From Figure 1, we see that TCO is approximately a bimodal function of latitude: TCO peaks in the mid-latitude regions and the minimum TCO is in one of the polar regions, depending on the season. Since the tropical stratosphere receives the strongest sunlight, one might have guessed that the maximum TCO is in the low-latitude region, which is contrary to Figure 1. An explanation is given by considering the three-dimensional ozone distribution in the atmosphere.

Figure 3 shows the column-ozone data (in Dobson Units, or DU) averaged over the daily values in October, 1988, for longitude 280E. This plot has the following properties:

  1. The column ozone is roughly symmetrically distributed about the equator.
  2. Above altitude-level 18 (21.87km), column ozone is a bell-shaped function of latitude with higher values over the tropical region.
  3. Between altitude-levels 12 (8.85km) and 18, column ozone is a bimodal function of latitude with the two modes occurring at the mid-latitudes.
  4. The delimitation between the lower blue part and the green/yellow/red parts is coincident with the boundary between the stratosphere and the troposphere. (This implies a possible interaction between atmospheric warming and ozone loss. )

The column-ozone distribution is dominated by ozone chemistry and ozone transport action. The ozone transport action is determined by the distribution of the ozone Volume Mixing Ratio (VMR) and atmospheric dynamics. Column ozone and the ozone VMR can be contrasted as follows. For any given column of air, column ozone is proportional to the ozone mass or the number of ozone molecules, but the ozone VMR is the proportion of total volume that is occupied by ozone:

\begin{equation*}VMR \propto \frac{\quad column ozone \quad}{\quad air density \quad}\end{equation*}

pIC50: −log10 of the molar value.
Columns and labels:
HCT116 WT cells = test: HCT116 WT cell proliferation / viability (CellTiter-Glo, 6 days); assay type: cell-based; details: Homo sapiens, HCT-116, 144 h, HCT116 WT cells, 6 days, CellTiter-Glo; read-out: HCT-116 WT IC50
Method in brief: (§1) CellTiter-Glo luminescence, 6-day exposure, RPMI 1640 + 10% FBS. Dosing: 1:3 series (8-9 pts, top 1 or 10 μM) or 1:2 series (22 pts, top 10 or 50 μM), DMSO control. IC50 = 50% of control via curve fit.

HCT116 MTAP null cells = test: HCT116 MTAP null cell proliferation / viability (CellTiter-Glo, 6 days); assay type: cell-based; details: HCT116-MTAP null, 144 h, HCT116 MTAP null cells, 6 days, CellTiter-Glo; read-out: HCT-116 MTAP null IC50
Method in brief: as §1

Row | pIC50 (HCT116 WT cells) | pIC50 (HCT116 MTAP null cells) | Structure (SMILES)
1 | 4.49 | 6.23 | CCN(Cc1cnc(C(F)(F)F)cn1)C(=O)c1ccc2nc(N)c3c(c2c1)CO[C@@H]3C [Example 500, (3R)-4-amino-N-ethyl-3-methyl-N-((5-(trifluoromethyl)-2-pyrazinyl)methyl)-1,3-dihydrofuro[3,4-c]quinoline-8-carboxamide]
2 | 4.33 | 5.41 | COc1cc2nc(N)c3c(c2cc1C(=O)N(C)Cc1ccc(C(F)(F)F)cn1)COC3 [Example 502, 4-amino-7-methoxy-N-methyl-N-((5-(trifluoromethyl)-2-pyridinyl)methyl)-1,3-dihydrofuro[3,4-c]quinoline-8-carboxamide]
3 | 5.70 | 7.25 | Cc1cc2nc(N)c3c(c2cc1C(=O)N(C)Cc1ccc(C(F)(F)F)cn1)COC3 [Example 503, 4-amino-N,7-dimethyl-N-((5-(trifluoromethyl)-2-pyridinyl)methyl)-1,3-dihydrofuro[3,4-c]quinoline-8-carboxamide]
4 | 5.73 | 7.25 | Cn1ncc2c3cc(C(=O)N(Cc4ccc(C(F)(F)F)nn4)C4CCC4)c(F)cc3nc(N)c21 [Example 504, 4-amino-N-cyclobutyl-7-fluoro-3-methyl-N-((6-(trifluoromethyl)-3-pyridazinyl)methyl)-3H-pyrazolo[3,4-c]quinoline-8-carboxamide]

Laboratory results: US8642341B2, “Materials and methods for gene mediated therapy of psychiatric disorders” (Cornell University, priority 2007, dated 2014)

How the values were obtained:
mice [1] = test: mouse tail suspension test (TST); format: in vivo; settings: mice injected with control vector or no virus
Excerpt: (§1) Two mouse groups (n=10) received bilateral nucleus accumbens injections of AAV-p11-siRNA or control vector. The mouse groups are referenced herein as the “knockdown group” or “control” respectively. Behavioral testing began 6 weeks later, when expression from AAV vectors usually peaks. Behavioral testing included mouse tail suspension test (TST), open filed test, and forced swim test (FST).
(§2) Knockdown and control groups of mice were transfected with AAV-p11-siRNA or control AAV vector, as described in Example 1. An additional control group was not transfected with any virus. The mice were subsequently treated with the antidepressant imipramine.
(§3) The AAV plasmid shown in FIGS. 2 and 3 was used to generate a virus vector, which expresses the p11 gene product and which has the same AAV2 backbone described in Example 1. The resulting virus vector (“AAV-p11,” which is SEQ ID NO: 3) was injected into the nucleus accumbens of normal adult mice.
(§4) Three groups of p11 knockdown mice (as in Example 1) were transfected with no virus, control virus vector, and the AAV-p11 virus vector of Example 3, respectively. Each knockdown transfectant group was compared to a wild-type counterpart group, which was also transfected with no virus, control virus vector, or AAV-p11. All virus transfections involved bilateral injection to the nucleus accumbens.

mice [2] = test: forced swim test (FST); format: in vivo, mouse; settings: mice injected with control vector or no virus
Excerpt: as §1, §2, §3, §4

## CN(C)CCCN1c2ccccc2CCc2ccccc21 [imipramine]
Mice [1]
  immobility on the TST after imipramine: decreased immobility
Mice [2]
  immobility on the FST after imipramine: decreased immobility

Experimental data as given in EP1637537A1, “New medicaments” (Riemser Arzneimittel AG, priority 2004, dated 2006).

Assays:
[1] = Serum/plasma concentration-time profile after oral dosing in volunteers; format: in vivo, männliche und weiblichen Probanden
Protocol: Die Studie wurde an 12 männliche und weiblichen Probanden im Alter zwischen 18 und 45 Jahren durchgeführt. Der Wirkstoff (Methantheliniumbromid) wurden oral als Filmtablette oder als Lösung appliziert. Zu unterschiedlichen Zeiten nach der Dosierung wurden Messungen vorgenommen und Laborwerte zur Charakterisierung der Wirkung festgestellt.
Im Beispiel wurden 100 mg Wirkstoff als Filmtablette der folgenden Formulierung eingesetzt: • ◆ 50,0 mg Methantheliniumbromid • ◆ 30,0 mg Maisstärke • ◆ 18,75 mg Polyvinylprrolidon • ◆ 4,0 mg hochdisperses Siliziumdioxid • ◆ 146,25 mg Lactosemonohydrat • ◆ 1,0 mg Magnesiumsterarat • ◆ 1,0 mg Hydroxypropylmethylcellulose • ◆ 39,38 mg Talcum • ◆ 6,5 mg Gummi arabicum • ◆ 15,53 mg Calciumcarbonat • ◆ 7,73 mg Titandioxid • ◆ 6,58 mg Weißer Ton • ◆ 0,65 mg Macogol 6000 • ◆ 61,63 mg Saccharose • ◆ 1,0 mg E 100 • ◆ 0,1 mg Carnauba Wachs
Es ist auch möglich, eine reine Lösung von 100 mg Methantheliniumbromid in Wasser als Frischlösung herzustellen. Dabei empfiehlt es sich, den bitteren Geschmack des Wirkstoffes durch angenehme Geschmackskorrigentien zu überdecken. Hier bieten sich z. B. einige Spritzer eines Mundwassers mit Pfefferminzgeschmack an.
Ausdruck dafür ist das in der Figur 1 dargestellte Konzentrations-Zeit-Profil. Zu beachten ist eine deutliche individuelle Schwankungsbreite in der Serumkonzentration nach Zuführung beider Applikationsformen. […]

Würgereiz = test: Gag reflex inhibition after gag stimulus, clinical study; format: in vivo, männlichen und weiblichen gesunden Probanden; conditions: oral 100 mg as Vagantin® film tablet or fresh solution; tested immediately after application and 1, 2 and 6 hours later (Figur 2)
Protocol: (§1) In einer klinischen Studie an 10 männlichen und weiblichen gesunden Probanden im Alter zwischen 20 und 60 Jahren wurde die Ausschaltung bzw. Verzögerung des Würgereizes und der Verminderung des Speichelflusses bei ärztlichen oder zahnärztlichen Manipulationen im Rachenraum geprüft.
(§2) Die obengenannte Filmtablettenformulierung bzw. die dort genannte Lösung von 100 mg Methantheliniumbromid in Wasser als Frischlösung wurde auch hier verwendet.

Therefore, if column ozone is fixed, ozone VMR is inversely proportional to the air density. And if ozone VMR is fixed, column ozone is proportional to the air density.

Ozone is transported from regions of high ozone VMR to those of low ozone VMR, because the mixing of any two parcels of air equalizes their VMR without changing the total mass of ozone. Therefore, regions of highest ozone VMR are a source of atmospheric ozone, and ozone transportation is implied by the ozone VMR distribution.

Figure 4 shows a typical distribution of ozone VMR in October 1988. The red region and the green/yellow region just above it (between altitudes 26km and 38km) in Figure 4 are where the ozone is generated. The ozone-generating region is above the low latitudes and tropics, which is expected because the strongest UV energy (required for ozone generation) is in this region. Outside of the ozone-generating region, ozone is delivered to higher-latitude regions by horizontal stratospheric air streams. Figure 4 also shows that ozone VMR is a decreasing function of latitude.

Figure 5 shows the ozone VMR plot for January 1988. Compared with Figure 4, the center of the ozone generating region in January 1988 (the Antarctic summer) is shifted a little to the left (south). This phenomenon is the result of the seasonal variation of the solar angle.

In the ozone-generating region, the air density is much smaller than at lower altitudes. As a result, the maximum values of column ozone actually appear at much lower altitude levels. The most plausible way to explain the column ozone distribution is the Brewer-Dobson circulation theory.